WASHINGTON/BEIJING • American and Chinese officials will hold talks by phone this week and next as they work to finalise the "phase one" trade deal announced last week, US Treasury Secretary Steven Mnuchin said yesterday.
President Donald Trump last Friday hailed the breakthrough agreement, but said it would take several weeks to finalise the details before he signs a pact with Chinese leader Xi Jinping next month.
There are few specifics, and the deal does not roll back the tariffs already imposed on hundreds of billions of dollars in trade between the two dominant economic powers.
But Mr Mnuchin indicated the next round of new tariffs due to hit consumers on Dec 15 could be scrapped once the deal is signed.
He pushed back on the scepticism about the deal in an appearance on CNBC, saying: "There is a fundamental agreement in principle. There are still some issues that need to be worked out in wording but I would say we have every expectation phase one will close."
He said deputy-level officials will hold discussions by phone this week, while he and US Trade Representative Robert Lighthizer will have a call with China's trade envoy, Vice-Premier Liu He, next week. Senior officials will then meet in Santiago, Chile, on the sidelines of the Apec meeting, before the summit where Mr Trump and Mr Xi are expected to sign the pact.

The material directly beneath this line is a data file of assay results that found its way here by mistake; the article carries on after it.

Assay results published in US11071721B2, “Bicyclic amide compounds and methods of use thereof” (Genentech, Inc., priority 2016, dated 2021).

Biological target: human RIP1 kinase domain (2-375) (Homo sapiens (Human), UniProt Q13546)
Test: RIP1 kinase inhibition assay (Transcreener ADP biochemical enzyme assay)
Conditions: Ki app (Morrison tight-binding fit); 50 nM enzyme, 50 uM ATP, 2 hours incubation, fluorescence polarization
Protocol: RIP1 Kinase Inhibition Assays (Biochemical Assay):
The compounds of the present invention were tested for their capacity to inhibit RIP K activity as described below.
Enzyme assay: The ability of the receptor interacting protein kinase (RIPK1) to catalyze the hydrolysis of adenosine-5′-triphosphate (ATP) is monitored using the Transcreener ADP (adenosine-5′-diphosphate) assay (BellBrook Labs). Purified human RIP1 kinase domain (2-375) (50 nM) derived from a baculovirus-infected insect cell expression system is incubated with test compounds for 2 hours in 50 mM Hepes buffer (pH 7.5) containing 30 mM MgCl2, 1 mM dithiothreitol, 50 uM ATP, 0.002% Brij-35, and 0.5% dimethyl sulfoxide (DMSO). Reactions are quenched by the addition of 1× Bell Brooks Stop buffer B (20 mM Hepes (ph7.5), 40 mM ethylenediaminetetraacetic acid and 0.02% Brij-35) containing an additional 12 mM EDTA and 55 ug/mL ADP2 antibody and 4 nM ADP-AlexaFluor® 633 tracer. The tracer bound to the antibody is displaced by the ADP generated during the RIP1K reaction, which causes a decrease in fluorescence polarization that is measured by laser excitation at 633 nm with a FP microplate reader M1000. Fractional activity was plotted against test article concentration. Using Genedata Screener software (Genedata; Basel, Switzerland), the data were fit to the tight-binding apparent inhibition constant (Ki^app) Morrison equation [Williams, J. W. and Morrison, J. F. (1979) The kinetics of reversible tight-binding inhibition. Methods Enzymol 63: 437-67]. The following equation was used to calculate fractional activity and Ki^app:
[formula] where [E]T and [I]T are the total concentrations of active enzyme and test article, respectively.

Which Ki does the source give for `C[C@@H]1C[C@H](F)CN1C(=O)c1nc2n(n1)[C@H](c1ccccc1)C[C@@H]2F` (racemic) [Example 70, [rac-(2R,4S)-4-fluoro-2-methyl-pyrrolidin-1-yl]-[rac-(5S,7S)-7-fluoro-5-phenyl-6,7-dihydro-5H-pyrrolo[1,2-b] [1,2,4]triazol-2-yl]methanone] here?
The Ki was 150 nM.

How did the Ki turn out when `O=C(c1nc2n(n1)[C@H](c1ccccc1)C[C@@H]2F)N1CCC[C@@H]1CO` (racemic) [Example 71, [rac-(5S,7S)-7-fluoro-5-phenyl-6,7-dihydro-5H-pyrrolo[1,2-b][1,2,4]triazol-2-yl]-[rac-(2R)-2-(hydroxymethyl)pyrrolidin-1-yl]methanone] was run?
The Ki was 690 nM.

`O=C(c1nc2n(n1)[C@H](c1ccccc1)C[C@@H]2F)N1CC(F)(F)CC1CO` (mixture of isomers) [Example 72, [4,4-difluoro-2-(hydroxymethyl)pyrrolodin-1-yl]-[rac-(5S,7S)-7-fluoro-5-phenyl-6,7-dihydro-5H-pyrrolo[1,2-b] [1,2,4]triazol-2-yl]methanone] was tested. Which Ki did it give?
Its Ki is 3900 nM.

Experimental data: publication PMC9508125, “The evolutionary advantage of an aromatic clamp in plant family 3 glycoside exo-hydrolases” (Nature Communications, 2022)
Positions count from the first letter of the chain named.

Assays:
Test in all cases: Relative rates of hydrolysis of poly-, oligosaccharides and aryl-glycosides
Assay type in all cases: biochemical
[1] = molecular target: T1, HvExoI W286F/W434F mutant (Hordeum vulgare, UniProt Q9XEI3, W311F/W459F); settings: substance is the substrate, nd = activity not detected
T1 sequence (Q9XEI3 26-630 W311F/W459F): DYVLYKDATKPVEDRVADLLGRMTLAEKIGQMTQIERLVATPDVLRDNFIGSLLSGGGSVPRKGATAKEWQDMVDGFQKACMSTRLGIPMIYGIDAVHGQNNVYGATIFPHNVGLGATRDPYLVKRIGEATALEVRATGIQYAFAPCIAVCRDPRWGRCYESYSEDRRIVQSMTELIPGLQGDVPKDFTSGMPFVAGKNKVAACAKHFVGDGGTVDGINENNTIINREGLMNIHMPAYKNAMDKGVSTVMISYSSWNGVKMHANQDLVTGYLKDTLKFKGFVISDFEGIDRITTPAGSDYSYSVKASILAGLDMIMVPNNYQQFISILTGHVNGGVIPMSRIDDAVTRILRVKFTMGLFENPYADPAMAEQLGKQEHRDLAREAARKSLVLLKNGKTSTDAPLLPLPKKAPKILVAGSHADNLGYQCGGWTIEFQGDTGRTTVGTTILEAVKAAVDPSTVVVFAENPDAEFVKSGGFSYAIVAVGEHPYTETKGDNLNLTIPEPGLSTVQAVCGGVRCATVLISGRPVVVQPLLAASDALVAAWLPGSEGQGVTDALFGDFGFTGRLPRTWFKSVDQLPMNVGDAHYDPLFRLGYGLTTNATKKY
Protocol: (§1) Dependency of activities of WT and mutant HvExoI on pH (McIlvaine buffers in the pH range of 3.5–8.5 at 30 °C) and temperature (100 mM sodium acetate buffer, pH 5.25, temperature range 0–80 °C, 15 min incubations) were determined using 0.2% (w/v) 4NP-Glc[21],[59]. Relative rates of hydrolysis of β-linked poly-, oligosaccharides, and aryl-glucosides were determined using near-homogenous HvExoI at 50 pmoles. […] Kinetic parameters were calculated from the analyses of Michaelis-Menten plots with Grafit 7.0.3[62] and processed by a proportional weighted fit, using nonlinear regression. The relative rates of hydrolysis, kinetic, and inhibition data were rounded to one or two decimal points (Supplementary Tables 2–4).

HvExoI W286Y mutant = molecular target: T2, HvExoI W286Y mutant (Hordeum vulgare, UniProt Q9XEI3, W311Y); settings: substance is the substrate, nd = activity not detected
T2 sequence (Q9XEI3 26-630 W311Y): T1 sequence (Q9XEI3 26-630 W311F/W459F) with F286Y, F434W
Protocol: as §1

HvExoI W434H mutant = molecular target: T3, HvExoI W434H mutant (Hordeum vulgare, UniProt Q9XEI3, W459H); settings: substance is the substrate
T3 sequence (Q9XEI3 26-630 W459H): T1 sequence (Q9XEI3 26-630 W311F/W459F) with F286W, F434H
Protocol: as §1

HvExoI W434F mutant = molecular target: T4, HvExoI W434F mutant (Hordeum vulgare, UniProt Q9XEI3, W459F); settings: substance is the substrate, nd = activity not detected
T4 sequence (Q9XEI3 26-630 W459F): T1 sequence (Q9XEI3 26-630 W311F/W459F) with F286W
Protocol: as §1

The initial deal, which finally breaks an 18-month trade spat, included a huge rise in China's purchases of US farm products, and also covers intellectual property, financial services and currencies.
Mr Mnuchin also said the two sides had agreed on "real enforcement mechanisms" in case further disagreements arise between Washington and Beijing over the terms.
Bloomberg had earlier in the day reported that China wanted further talks as soon as the end of this month to hammer out the details.
Beijing may send a delegation led by Mr Liu to finalise a written deal, one source said. Another said China wants a planned tariff hike in December to be scrapped, in addition to the hike scheduled for this week.
Mr Trump last week lauded the Chinese side for agreeing to make purchases of US$40 billion to US$50 billion (S$55 billion to S$68 billion) in US agricultural goods, doubling the amount China spent on American farm goods in 2017.
While he hailed this increase as "the greatest and biggest deal ever made for our Great Patriot Farmers in the history of our Country", China's state-run media only said the two sides "agreed to make joint efforts towards eventually reaching an agreement".
Agriculture industry analysts say China is still a long way from doubling spending on US farm goods, cautioning that getting there is contingent on removing substantial technical and political hurdles.
Mr Darin Friedrichs, senior Asia commodity analyst at brokerage INTL FCStone in Shanghai, told Reuters: "I think it's a meaningless big number, thrown out to get headlines, and won't happen."
For China to boost purchases so substantially will depend on further progress on other, more thorny, issues still to be dealt with in the talks, say analysts.
AGENCE FRANCE-PRESSE, BLOOMBERG, REUTERS